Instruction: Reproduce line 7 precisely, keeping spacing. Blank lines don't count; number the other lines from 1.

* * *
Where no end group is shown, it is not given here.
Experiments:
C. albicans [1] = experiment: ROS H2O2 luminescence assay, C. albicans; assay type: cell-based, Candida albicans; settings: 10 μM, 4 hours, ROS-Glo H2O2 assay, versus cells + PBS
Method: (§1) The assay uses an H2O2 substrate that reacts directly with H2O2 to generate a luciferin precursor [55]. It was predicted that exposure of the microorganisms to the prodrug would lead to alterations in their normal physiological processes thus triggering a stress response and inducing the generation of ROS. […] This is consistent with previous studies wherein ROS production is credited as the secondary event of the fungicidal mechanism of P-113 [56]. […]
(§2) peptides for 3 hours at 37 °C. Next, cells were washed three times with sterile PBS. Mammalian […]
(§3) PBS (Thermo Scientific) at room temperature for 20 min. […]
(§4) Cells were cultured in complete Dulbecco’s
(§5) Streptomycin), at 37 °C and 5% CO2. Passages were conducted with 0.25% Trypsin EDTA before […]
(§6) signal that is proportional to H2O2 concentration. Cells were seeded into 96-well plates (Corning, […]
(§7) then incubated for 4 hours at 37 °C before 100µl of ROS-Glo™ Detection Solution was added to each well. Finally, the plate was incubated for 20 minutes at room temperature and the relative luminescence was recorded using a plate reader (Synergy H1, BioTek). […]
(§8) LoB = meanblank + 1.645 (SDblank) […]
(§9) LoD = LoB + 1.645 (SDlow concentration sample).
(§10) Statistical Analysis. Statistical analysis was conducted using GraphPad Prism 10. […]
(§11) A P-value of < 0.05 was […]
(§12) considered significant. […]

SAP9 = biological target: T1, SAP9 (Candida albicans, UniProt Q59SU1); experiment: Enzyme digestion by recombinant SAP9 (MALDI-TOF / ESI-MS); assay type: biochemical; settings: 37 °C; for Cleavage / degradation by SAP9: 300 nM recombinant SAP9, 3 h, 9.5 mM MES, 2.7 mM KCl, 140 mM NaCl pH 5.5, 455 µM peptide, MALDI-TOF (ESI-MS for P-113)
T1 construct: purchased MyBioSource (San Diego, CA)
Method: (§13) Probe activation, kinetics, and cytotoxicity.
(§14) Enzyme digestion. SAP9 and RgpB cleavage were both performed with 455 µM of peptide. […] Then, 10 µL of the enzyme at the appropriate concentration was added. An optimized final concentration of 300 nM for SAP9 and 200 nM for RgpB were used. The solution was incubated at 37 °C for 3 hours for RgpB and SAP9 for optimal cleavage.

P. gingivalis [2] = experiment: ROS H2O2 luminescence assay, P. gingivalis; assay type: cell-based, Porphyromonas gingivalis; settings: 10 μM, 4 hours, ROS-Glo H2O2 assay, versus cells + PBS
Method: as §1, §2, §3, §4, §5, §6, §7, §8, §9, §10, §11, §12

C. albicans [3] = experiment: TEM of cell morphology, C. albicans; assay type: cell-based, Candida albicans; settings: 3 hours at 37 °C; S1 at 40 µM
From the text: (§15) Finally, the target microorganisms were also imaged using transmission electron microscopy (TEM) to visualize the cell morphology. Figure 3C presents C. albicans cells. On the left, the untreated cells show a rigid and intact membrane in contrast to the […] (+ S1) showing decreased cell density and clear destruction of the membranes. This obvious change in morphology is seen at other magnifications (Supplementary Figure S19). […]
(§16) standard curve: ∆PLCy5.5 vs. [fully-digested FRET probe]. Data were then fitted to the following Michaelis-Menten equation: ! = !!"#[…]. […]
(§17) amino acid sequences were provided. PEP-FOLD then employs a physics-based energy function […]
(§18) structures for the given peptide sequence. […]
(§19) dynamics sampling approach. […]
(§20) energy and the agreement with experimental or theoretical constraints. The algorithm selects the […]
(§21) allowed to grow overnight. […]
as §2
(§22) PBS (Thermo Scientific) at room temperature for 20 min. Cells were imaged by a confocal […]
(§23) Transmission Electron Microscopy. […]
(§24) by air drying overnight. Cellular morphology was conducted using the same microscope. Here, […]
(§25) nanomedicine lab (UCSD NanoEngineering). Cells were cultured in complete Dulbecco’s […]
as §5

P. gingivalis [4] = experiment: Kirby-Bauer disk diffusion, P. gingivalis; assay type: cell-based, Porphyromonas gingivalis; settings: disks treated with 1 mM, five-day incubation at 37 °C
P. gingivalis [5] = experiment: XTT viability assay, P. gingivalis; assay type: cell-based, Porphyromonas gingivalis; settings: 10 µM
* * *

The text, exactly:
(§4) Cells were cultured in complete Dulbecco’s